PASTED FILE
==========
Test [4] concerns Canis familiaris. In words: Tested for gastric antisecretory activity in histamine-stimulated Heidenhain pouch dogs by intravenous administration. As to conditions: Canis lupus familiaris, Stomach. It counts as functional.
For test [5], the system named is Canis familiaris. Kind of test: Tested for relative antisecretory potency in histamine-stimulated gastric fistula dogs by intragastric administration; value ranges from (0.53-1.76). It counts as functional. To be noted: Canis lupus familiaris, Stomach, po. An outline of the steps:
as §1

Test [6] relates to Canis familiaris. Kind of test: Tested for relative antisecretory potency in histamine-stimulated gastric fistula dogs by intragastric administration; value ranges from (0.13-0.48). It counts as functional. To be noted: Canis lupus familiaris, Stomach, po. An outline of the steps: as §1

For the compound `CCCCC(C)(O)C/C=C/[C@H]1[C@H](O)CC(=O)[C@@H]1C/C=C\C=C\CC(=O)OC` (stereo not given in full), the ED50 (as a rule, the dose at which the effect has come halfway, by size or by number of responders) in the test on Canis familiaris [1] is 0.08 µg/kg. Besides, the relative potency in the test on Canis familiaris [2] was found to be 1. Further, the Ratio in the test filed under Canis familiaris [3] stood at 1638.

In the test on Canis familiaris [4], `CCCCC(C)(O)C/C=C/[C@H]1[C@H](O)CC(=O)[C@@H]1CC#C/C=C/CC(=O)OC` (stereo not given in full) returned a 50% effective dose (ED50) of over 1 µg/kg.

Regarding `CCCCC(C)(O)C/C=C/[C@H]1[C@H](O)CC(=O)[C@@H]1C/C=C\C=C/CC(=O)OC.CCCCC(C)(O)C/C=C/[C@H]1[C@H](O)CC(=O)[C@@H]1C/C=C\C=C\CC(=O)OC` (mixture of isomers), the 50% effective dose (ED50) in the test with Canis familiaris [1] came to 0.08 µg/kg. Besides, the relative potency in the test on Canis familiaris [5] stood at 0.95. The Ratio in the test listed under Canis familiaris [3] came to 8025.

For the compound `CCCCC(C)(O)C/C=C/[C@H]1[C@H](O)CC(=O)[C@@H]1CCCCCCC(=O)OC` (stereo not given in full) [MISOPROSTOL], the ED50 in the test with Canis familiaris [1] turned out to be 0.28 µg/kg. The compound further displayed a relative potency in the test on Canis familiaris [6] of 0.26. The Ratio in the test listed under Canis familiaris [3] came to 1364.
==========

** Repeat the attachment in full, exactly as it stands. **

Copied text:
Test [4] concerns Canis familiaris. In words: Tested for gastric antisecretory activity in histamine-stimulated Heidenhain pouch dogs by intravenous administration. As to conditions: Canis lupus familiaris, Stomach. It counts as functional.
For test [5], the system named is Canis familiaris. Kind of test: Tested for relative antisecretory potency in histamine-stimulated gastric fistula dogs by intragastric administration; value ranges from (0.53-1.76). It counts as functional. To be noted: Canis lupus familiaris, Stomach, po. An outline of the steps:
as §1

Test [6] relates to Canis familiaris. Kind of test: Tested for relative antisecretory potency in histamine-stimulated gastric fistula dogs by intragastric administration; value ranges from (0.13-0.48). It counts as functional. To be noted: Canis lupus familiaris, Stomach, po. An outline of the steps: as §1

For the compound `CCCCC(C)(O)C/C=C/[C@H]1[C@H](O)CC(=O)[C@@H]1C/C=C\C=C\CC(=O)OC` (stereo not given in full), the ED50 (as a rule, the dose at which the effect has come halfway, by size or by number of responders) in the test on Canis familiaris [1] is 0.08 µg/kg. Besides, the relative potency in the test on Canis familiaris [2] was found to be 1. Further, the Ratio in the test filed under Canis familiaris [3] stood at 1638.

In the test on Canis familiaris [4], `CCCCC(C)(O)C/C=C/[C@H]1[C@H](O)CC(=O)[C@@H]1CC#C/C=C/CC(=O)OC` (stereo not given in full) returned a 50% effective dose (ED50) of over 1 µg/kg.

Regarding `CCCCC(C)(O)C/C=C/[C@H]1[C@H](O)CC(=O)[C@@H]1C/C=C\C=C/CC(=O)OC.CCCCC(C)(O)C/C=C/[C@H]1[C@H](O)CC(=O)[C@@H]1C/C=C\C=C\CC(=O)OC` (mixture of isomers), the 50% effective dose (ED50) in the test with Canis familiaris [1] came to 0.08 µg/kg. Besides, the relative potency in the test on Canis familiaris [5] stood at 0.95. The Ratio in the test listed under Canis familiaris [3] came to 8025.

For the compound `CCCCC(C)(O)C/C=C/[C@H]1[C@H](O)CC(=O)[C@@H]1CCCCCCC(=O)OC` (stereo not given in full) [MISOPROSTOL], the ED50 in the test with Canis familiaris [1] turned out to be 0.28 µg/kg. The compound further displayed a relative potency in the test on Canis familiaris [6] of 0.26. The Ratio in the test listed under Canis familiaris [3] came to 1364.